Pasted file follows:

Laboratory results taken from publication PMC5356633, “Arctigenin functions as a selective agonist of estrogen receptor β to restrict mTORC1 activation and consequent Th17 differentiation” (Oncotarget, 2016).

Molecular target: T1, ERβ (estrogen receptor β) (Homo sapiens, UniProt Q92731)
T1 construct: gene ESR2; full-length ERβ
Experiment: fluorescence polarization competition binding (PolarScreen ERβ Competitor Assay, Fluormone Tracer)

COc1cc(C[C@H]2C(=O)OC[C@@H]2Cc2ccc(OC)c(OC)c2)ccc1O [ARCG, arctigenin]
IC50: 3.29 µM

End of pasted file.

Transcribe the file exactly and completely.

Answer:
Laboratory results taken from publication PMC5356633, “Arctigenin functions as a selective agonist of estrogen receptor β to restrict mTORC1 activation and consequent Th17 differentiation” (Oncotarget, 2016).

Molecular target: T1, ERβ (estrogen receptor β) (Homo sapiens, UniProt Q92731)
T1 construct: gene ESR2; full-length ERβ
Experiment: fluorescence polarization competition binding (PolarScreen ERβ Competitor Assay, Fluormone Tracer)

COc1cc(C[C@H]2C(=O)OC[C@@H]2Cc2ccc(OC)c(OC)c2)ccc1O [ARCG, arctigenin]
IC50: 3.29 µM